When Matt and Niki Webster returned to the Bay Area with their young children after living in Australia for a year, they sought a family-friendly community with a great school district and access to outdoor activities. The couple found that Ross fit the bill perfectly, and after renting in the town for six months, they purchased a three-bedroom, two-and-a half bath home within easy walking distance of Ross School and downtown. “The house caught our eye because of the large windows in the back, and for the modest size, it felt very roomy and airy,” Matt says.
But while the 1980s-era home met their immediate needs, a number of issues soon became apparent. The home’s pale pink stucco exterior with painted green doors and wood-framed windows lacked character. The tight corner lot wasn’t well utilized to maximize the outdoor space and offered little privacy for the pool area. The garage, which houses the washer and dryer, was separate from the house — especially inconvenient during the winter months. And inside, an awkward enclosed spiral staircase blocked natural light coming in from the wall of windows, obscured the view of the pool and disrupted the floor plan on the lower level. Perhaps most perplexing, visitors seemed perpetually confused about where to enter the house. “People kept turning up at our back door,” Matt says.
After living in the home for five years, Matt and Niki turned to Sausalito-based John Clarke Architects, as well as contractor Hart Building and Design and landscape architect Integrated Design Studio, to renovate and reconfigure the space to better fit their lifestyle. The first step Clarke took was to connect the garage to the house with a 146-square-foot cedar-clad addition that would also serve as the new entrance, further emphasized by a new entry gate and patio. “We only made a tiny increase in square footage, but effectively reprogramed the whole circulation and approach to the house,” Clarke says. “We really wanted to roll out the welcome mat so that people would understand where they’re supposed to go.”
Reorienting the home meant that the pool area became a side yard, while on the opposite side of the house, the formerly neglected front yard was repurposed as an enclosed side yard outfitted with artificial turf for the couple’s three children to play. The house’s exterior was updated by refinishing the stucco in a light gray color, changing out the wood-framed windows for black-clad windows and replacing the concrete tile roof with a sleek and modern standing metal seam roof.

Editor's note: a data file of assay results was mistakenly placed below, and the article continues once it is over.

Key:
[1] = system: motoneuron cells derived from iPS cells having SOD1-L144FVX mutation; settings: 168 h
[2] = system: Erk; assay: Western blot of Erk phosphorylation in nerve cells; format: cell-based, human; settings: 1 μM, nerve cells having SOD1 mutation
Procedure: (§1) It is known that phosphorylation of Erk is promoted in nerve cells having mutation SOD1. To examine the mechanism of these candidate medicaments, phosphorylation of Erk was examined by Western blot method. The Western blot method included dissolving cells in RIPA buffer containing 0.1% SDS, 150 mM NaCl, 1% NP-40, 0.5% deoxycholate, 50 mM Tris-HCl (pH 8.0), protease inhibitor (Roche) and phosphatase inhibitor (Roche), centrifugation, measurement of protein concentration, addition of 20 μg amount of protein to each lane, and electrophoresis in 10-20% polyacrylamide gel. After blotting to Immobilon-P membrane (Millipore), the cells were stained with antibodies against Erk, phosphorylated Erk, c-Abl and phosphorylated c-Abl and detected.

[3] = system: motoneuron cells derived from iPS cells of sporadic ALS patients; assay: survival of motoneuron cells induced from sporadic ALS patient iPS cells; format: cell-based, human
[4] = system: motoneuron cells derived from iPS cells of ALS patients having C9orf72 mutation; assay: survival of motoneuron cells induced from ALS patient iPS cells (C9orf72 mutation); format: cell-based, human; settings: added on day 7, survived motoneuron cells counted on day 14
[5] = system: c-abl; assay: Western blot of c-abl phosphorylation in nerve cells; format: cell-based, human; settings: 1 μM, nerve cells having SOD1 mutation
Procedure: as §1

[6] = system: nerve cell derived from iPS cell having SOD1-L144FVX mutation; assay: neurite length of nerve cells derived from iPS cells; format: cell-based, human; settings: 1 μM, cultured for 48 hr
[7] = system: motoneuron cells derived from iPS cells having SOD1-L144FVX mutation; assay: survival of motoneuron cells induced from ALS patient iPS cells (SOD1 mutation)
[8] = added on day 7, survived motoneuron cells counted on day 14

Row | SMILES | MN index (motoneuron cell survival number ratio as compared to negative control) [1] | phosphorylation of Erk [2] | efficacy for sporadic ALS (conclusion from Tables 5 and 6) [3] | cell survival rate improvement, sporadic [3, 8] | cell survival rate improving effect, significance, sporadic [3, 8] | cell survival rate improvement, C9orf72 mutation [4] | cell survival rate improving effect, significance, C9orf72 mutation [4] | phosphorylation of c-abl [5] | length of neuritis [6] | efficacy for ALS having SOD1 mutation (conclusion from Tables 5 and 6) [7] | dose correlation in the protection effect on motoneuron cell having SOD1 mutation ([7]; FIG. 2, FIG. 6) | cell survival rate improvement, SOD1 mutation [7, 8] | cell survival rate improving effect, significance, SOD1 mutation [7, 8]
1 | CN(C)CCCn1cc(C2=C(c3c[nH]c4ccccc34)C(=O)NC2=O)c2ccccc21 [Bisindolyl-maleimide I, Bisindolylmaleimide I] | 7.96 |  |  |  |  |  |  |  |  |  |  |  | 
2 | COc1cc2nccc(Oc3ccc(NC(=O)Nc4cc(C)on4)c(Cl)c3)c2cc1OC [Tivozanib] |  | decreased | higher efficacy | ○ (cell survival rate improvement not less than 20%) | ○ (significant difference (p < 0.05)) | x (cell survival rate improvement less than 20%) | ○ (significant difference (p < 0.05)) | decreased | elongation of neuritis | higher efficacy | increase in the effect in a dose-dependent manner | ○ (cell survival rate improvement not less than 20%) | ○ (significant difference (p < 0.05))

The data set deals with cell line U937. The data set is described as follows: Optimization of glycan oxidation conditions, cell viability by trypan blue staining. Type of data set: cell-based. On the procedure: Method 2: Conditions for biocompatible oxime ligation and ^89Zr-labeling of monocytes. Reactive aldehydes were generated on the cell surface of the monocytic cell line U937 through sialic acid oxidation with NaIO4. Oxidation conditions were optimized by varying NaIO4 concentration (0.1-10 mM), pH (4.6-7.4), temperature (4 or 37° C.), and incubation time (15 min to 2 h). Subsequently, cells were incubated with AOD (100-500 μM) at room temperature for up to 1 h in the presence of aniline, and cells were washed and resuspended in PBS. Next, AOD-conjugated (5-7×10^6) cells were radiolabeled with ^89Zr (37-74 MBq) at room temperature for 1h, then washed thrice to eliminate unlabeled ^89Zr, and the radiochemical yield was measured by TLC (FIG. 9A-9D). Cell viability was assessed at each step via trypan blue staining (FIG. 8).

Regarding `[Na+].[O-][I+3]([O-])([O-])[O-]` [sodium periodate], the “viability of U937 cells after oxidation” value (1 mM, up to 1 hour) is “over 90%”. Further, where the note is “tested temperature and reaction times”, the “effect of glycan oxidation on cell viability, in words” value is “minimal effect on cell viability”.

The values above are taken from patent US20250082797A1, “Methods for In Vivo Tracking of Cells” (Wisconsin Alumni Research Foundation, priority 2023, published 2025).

Inside, a stunning new floating-tread staircase replaced the bulky corkscrew staircase, opening up the lower level. Storage was optimized in the redesigned kitchen, which was formerly tucked behind the spiral staircase, and a new bar extended the area for entertaining between the kitchen and living room. Additional black-clad doors were added to improve sightlines and access to both side yards. “Now the downstairs is so full of full of light, and the access to outside is much easier,” Niki says. “You really feel like you’re outside even when you’re indoors.”
The renovation makes the most out of the modest-sized lot and appears seamless, epitomizing Clarke’s approach to remodel and addition projects, which the firm has specialized in for the past 17 years. “At the end of the day, we want our work to appear as if it were always part of each project and complement what portions of it remain,” Clarke says. “It wouldn’t be bad if somebody asked the question, ‘So what exactly did you guys do here?’ because we want our work to be so fully integrated that it’s a little bit hard to tell where it started and where it stopped.”
The changes have made a big difference to the Websters — their home is finally living up to its potential, allowing them to fully appreciate their life in Ross. “We’re now really reaping the amazing benefits from living here,” Niki says. “It’s all worked out wonderfully well.”
Lotus Abrams has covered everything from beauty to business to tech in her editorial career, but it might be writing about her native Bay Area that inspires her most. She lives with her husband and two daughters in the San Francisco Peninsula, where they enjoy spending time outdoors at the area’s many open spaces protected and preserved by her favorite local nonprofit, the Peninsula Open Space Trust.